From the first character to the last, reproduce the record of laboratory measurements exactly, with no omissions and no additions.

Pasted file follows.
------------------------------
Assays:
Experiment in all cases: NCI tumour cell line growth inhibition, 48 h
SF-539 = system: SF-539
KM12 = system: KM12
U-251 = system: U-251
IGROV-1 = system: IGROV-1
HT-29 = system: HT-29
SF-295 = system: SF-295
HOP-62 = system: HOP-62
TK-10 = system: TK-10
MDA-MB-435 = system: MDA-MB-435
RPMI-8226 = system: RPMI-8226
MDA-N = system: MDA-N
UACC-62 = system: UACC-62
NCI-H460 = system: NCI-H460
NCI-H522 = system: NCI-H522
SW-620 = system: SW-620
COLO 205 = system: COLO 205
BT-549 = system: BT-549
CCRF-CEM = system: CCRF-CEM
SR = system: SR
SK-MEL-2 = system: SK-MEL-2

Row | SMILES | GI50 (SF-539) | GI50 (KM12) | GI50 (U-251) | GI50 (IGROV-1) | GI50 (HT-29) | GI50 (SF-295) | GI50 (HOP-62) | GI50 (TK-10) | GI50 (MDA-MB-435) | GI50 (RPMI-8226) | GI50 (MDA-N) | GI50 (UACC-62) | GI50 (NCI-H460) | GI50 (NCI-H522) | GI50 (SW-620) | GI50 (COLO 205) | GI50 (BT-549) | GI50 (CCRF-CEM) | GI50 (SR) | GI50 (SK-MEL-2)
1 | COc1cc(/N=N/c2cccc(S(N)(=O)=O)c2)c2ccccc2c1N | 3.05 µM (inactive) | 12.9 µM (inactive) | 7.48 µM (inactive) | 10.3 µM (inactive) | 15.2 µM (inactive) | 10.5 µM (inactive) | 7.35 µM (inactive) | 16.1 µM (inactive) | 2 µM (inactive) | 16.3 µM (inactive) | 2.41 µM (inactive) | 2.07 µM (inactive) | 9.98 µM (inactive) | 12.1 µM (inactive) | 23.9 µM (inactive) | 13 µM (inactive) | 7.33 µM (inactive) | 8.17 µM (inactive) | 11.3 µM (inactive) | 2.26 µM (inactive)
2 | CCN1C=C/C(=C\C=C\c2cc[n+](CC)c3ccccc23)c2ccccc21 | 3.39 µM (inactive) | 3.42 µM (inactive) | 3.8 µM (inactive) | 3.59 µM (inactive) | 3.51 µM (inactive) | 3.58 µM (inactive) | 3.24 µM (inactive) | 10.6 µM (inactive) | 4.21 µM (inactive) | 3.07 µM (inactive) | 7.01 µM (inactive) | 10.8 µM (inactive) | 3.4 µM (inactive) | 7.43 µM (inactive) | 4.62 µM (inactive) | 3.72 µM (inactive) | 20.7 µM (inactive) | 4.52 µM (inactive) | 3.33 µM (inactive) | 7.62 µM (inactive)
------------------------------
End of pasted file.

Assays:
Experiment in all cases: NCI tumour cell line growth inhibition, 48 h
SF-539 = system: SF-539
KM12 = system: KM12
U-251 = system: U-251
IGROV-1 = system: IGROV-1
HT-29 = system: HT-29
SF-295 = system: SF-295
HOP-62 = system: HOP-62
TK-10 = system: TK-10
MDA-MB-435 = system: MDA-MB-435
RPMI-8226 = system: RPMI-8226
MDA-N = system: MDA-N
UACC-62 = system: UACC-62
NCI-H460 = system: NCI-H460
NCI-H522 = system: NCI-H522
SW-620 = system: SW-620
COLO 205 = system: COLO 205
BT-549 = system: BT-549
CCRF-CEM = system: CCRF-CEM
SR = system: SR
SK-MEL-2 = system: SK-MEL-2

Row | SMILES | GI50 (SF-539) | GI50 (KM12) | GI50 (U-251) | GI50 (IGROV-1) | GI50 (HT-29) | GI50 (SF-295) | GI50 (HOP-62) | GI50 (TK-10) | GI50 (MDA-MB-435) | GI50 (RPMI-8226) | GI50 (MDA-N) | GI50 (UACC-62) | GI50 (NCI-H460) | GI50 (NCI-H522) | GI50 (SW-620) | GI50 (COLO 205) | GI50 (BT-549) | GI50 (CCRF-CEM) | GI50 (SR) | GI50 (SK-MEL-2)
1 | COc1cc(/N=N/c2cccc(S(N)(=O)=O)c2)c2ccccc2c1N | 3.05 µM (inactive) | 12.9 µM (inactive) | 7.48 µM (inactive) | 10.3 µM (inactive) | 15.2 µM (inactive) | 10.5 µM (inactive) | 7.35 µM (inactive) | 16.1 µM (inactive) | 2 µM (inactive) | 16.3 µM (inactive) | 2.41 µM (inactive) | 2.07 µM (inactive) | 9.98 µM (inactive) | 12.1 µM (inactive) | 23.9 µM (inactive) | 13 µM (inactive) | 7.33 µM (inactive) | 8.17 µM (inactive) | 11.3 µM (inactive) | 2.26 µM (inactive)
2 | CCN1C=C/C(=C\C=C\c2cc[n+](CC)c3ccccc23)c2ccccc21 | 3.39 µM (inactive) | 3.42 µM (inactive) | 3.8 µM (inactive) | 3.59 µM (inactive) | 3.51 µM (inactive) | 3.58 µM (inactive) | 3.24 µM (inactive) | 10.6 µM (inactive) | 4.21 µM (inactive) | 3.07 µM (inactive) | 7.01 µM (inactive) | 10.8 µM (inactive) | 3.4 µM (inactive) | 7.43 µM (inactive) | 4.62 µM (inactive) | 3.72 µM (inactive) | 20.7 µM (inactive) | 4.52 µM (inactive) | 3.33 µM (inactive) | 7.62 µM (inactive)